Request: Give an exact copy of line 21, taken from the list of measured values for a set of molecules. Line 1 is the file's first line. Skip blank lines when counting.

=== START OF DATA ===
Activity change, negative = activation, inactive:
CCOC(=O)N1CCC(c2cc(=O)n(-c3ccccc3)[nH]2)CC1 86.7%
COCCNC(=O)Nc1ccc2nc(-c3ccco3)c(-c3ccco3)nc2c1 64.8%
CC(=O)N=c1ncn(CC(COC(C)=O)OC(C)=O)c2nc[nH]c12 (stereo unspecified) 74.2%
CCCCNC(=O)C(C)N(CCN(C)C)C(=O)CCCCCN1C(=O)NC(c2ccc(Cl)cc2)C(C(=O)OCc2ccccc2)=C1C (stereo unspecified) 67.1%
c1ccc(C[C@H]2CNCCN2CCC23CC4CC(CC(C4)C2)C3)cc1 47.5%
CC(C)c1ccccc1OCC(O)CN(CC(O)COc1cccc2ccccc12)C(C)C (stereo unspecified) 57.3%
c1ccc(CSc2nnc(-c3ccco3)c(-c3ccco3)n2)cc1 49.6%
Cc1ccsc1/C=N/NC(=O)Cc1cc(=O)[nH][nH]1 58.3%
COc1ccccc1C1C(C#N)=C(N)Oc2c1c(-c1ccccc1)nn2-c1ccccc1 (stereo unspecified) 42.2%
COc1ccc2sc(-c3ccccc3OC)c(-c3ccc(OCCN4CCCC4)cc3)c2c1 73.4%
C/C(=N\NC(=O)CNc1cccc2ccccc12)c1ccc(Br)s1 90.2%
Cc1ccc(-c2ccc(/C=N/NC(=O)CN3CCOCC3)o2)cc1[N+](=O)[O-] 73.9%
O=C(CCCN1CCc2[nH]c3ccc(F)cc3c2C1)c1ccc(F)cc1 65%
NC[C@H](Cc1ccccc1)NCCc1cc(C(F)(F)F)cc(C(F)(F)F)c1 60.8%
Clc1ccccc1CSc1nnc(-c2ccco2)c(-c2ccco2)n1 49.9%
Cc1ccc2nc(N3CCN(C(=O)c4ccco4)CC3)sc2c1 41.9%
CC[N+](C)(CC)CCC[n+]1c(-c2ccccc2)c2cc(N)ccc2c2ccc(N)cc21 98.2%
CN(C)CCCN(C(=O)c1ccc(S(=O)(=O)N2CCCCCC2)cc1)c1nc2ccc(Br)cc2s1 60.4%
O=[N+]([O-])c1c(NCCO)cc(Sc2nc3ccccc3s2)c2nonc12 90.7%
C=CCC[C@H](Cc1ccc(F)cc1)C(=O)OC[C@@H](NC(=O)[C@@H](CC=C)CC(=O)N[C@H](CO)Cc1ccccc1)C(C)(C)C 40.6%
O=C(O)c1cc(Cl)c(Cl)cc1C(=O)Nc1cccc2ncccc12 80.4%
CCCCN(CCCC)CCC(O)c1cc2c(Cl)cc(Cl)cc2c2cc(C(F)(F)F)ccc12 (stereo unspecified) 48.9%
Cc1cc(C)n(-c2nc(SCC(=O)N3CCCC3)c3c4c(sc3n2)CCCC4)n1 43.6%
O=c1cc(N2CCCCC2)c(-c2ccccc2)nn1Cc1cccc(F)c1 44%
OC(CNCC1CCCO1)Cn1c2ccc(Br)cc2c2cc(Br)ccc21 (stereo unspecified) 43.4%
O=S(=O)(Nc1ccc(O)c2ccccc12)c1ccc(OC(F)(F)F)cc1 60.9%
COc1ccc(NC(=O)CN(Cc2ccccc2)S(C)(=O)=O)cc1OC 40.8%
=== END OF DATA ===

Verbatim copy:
C=CCC[C@H](Cc1ccc(F)cc1)C(=O)OC[C@@H](NC(=O)[C@@H](CC=C)CC(=O)N[C@H](CO)Cc1ccccc1)C(C)(C)C 40.6%